In March, the North Carolina Legislature went into special session and passed House Bill 2 in a single day. This legislation targets lesbian, gay, bisexual, and transgender, or LGBT, people for discrimination. Within hours of the bill’s passage, Gov. Patrick “Pat” McCrory (R) signed it into law, giving North Carolina the dubious distinction of enacting what some are calling the most anti-LGBT legislation ever passed.
H.B. 2 was introduced in response to the city of Charlotte’s passage of an LGBT-inclusive nondiscrimination ordinance, following the lead of roughly 200 other localities across the country. Specifically, H.B. 2 rescinds LGBT nondiscrimination protections passed by Charlotte and several other North Carolina cities, bans them from passing future protections, and requires all government facilities in the state, including schools, to bar transgender people from using restrooms in accordance with their gender identities.
In response, businesses quickly announced their opposition. More than 130 business leaders from across the country signed a letter to Gov. McCrory stating that H.B. 2 will “diminish the state’s draw as a destination for tourism, new businesses, and economic activity.” The NBA expressed concern over what it called a “discriminatory law” and indicated that it may move the 2017 All-Star Game and weekend out of the state. On April 5, PayPal announced the withdrawal of plans for a new global operations center in North Carolina, which was expected to bring 400 skilled jobs to the state.
Recently, Gov. McCrory released an executive order banning anti-LGBT discrimination for state employees. The order, however, does nothing to address the most harmful components of H.B. 2, such as leaving municipalities without protections throughout daily life and continuing to ban transgender people from restrooms that correspond with their gender identity, including the very same state employees McCrory now claims to protect. The only way for the state to regain its economic footing and restore its image is to repeal H.B. 2 in full and pass comprehensive LGBT nondiscrimination protections.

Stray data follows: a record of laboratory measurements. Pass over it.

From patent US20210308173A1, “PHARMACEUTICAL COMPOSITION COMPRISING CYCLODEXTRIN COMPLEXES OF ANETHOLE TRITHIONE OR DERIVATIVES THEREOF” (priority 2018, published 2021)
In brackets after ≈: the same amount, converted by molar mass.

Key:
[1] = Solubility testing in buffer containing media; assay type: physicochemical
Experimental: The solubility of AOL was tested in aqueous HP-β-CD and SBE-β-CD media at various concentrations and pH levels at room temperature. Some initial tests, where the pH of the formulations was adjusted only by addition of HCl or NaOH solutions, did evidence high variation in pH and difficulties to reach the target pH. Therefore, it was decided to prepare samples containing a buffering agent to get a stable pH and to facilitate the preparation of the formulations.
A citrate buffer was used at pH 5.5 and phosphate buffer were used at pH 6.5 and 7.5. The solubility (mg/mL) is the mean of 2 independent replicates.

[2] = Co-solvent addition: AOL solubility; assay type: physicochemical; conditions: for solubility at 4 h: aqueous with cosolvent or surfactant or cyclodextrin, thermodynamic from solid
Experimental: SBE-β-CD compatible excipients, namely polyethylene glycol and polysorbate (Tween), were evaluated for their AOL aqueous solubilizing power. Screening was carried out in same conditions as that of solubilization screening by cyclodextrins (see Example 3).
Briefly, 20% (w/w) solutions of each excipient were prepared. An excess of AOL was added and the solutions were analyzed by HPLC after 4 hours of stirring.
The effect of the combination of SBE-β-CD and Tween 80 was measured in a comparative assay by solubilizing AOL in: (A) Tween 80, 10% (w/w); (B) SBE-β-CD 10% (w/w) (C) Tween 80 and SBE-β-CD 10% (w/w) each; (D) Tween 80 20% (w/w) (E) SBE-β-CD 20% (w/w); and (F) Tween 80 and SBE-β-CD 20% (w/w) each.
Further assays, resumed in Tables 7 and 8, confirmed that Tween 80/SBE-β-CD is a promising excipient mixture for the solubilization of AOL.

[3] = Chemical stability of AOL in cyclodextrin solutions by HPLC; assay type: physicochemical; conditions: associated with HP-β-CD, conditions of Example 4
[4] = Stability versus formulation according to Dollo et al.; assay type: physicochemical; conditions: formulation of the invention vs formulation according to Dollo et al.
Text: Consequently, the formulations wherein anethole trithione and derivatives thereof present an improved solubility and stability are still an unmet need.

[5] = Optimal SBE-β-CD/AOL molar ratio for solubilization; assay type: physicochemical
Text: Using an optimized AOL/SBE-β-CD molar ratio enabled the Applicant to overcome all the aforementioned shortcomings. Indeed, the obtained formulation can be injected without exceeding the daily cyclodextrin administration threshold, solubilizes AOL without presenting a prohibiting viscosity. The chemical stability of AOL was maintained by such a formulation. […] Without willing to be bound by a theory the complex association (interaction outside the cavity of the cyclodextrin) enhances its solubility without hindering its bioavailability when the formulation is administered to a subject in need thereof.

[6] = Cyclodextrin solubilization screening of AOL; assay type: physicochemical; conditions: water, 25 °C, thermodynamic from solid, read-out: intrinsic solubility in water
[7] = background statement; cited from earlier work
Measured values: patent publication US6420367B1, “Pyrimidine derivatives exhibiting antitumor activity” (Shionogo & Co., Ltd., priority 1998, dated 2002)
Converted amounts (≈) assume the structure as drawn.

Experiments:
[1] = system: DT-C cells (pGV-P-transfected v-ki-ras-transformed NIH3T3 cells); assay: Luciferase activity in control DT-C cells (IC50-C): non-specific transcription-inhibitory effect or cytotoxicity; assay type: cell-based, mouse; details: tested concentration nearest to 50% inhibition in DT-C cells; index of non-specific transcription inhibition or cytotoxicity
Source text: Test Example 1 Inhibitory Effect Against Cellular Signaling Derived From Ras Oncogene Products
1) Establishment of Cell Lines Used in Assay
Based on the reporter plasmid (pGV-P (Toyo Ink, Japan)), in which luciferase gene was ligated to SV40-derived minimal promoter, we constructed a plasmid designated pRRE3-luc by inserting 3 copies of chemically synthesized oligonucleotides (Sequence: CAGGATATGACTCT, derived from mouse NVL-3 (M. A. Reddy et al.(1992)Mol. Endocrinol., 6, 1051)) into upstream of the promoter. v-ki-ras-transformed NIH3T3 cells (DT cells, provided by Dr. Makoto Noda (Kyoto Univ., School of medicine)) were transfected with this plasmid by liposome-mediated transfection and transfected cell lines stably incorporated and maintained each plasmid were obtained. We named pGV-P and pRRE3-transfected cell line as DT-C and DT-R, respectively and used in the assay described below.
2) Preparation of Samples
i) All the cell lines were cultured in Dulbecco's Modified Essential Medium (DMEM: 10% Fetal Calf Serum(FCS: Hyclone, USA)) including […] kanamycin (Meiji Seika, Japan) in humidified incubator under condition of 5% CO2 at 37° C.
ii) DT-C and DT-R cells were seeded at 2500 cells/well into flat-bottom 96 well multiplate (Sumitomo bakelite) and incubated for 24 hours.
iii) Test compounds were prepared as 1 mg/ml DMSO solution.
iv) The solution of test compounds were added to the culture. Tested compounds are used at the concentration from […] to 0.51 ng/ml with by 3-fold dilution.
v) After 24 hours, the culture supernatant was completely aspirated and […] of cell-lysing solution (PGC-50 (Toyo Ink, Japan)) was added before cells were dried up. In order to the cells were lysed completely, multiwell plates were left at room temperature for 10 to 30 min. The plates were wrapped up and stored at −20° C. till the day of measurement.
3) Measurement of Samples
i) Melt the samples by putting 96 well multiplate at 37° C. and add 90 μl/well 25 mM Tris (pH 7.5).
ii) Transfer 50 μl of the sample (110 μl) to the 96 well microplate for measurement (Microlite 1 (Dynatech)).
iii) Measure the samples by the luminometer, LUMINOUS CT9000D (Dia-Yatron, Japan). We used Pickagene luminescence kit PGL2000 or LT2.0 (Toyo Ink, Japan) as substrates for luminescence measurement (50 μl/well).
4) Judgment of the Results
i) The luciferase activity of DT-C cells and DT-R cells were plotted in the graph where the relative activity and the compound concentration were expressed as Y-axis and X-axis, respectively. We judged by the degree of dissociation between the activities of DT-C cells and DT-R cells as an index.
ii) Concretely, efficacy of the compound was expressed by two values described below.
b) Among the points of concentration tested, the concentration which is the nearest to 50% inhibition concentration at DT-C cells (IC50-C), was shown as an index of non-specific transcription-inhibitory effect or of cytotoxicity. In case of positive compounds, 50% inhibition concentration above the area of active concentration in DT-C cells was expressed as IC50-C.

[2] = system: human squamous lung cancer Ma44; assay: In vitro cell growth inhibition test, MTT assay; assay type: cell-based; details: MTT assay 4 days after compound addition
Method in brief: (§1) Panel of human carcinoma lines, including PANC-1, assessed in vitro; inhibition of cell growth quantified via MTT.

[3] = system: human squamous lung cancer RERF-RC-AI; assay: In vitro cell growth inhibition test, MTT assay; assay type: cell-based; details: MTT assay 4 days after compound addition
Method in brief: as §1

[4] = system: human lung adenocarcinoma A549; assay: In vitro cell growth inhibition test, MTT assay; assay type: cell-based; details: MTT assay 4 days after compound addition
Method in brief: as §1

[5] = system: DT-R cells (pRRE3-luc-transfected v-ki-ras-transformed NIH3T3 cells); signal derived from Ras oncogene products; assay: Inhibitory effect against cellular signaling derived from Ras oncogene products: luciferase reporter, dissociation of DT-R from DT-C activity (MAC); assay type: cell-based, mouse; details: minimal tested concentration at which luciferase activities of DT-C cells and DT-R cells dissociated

Based on publicly available estimates of the economic impact of lost or at-risk business activity or events, the North Carolina economy could potentially lose out on more than $567.5 million in private-sector economic activity through 2018.
Lost pending repeal of H.B. 2:
At risk pending repeal of H.B. 2:
Note: Some estimates of economic impact are based on similar events in other states or in previous years.
These totals do not include several entities that have announced that they will not do business in North Carolina but do not currently have events or work planned in the state. Major television studios, including Fox, A+E Studios, and Turner Broadcasting, have announced that they will not consider North Carolina for future filming if the law is not repealed. Two projects by A+E and Turner that are currently filming in North Carolina are expected to have direct in-state spending of more than $57 million. Google Ventures—an investment firm that manages $2.4 billion in assets—has pledged not to back any companies from the state; this is at a time when North Carolina’s emerging biotech and life sciences sector is ripe for investment.
H.B. 2 could also cost North Carolina billions of dollars in federal funding. The law requires all public schools and all other state and local government agencies in North Carolina to discriminate against transgender students, patients, and workers in violation of federal protections. U.S. Secretary of Transportation Anthony Foxx announced that his office is reviewing the potential removal of North Carolina’s federal transportation funding, which totals roughly $1.2 billion and makes up more than one-quarter of the state’s transportation budget. A similar review is being conducted by the U.S. Department of Education, which provided $4.3 billion in funding to the state in 2015. Spokeswoman Dorie Nolt announced that the department “will not hesitate to act if students’ civil rights are being violated.”
The public outcry from H.B. 2 comes roughly a year after Indiana passed an overly broad Religious Freedom Restoration Act before reversing course. The nationwide economic boycott of Indiana lost or put at risk more than $250 million for the state.
The economic impact of discrimination as underscored by harmful legislation such as H.B. 2 is yet another reason why LGBT people need to be fully included in U.S. communities. Everyone deserves fair treatment under the law.
Shabab Ahmed Mirza is a Research Assistant for the LGBT Research and Communications Project at the Center for American Progress. Sarah McBride is the project’s Campaigns and Communications Manager and Laura E. Durso is its Senior Director.